Conclusions: It is possible to achieve predictable results in complex cases by using a multiphase prosthetic treatment supported by implants. Concerning a long-term success, motivation, proper information and patient’s willingness to cooperate play an important role.
Viorel T. Mogos, Carmen I. Dondoi and Daiana E. Bajko
Allergies become more common nowadays because of numerous risk factors and better medical resources for diagnostics. So, it is imperative to have at least an idea how to control them rather than treating them. A proper diet for an allergy may prevent it to be clinically significant and improve the patient’s life quality and symptoms. Milk allergy is one of the most common ones together with gluten and soy allergies. Older children and adults are easy to manage because they can communicate, and they eat almost everything. But the problem occurs especially in young infants, the most challenging ones because milk is vital for their survival and development. In the following article, we will try to highlight its particularities and explain what a patient with this condition should eat, taking into consideration processed food, found nowadays in every supermarket. We will detail what is allowed what is not allowed to consume, so this kind of a diet should be easy to prescribe by any nutritionist and easy to follow by every patient.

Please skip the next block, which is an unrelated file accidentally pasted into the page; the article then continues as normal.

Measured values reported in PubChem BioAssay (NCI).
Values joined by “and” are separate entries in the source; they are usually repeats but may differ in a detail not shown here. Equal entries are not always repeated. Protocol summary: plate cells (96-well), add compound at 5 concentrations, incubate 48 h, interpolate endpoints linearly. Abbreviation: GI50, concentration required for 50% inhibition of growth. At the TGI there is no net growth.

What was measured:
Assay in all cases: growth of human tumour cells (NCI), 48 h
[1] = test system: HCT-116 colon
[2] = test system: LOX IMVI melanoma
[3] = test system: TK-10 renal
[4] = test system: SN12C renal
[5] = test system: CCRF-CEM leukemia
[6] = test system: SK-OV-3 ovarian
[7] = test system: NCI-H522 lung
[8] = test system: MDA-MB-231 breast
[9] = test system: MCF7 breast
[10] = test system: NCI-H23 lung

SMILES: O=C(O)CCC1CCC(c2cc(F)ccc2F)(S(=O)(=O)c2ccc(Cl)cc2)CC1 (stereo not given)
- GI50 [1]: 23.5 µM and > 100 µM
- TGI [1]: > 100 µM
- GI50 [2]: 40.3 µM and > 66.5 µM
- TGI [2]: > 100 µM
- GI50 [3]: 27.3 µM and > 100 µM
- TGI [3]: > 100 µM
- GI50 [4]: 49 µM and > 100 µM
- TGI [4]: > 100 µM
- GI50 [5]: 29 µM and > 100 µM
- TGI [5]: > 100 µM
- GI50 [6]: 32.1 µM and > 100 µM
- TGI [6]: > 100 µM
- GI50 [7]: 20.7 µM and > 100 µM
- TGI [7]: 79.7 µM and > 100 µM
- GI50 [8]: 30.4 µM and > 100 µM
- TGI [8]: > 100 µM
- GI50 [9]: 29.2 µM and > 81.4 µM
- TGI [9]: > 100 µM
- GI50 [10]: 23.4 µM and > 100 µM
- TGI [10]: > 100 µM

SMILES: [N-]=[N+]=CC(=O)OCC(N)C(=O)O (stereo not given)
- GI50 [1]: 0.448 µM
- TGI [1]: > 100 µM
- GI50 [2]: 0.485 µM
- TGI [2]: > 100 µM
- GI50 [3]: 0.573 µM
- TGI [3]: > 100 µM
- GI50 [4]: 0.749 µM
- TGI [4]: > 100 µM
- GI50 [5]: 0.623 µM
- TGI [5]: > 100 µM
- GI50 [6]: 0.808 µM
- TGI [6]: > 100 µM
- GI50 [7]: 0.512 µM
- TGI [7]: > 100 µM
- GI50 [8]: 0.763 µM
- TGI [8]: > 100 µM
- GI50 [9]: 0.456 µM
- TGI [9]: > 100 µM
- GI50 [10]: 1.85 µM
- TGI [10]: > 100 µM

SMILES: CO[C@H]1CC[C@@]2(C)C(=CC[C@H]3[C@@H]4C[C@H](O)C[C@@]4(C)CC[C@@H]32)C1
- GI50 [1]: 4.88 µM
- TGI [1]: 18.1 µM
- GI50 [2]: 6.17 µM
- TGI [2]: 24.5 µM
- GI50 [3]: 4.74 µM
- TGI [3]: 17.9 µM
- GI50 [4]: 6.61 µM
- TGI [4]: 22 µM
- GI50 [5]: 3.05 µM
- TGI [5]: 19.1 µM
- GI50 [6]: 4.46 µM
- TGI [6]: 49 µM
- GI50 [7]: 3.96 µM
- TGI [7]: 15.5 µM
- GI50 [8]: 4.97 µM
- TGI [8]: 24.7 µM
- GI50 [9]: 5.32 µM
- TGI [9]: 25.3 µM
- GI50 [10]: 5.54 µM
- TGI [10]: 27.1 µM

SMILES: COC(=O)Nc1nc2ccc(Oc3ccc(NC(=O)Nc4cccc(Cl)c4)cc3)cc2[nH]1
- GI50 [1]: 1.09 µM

Maria Alexandra Barbu, Cornelia Niţipir, Theodor Voiosu and Călin Giurcăneanu
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Ding Zhu, Chao Zhang, Huahao Shen and Songmin Ying
Asthma is characterized by chronic bronchial inflammation, airway hyperresponsiveness induced by specific and nonspecific stimuli, reversible bronchial obstruction, and airway remodeling. Although standard asthma medications were applied, there are approximately 55% of patients with asthma still suffer from poorly or uncontrolled disease.[ 1 , 2 ] Uncontrolled asthma is associated with a worse lifequality and a higher risk of asthma-related hospitalization and mortality, which results in heavy health care and socioeconomic burden.[ 3 , 4 ] Various factors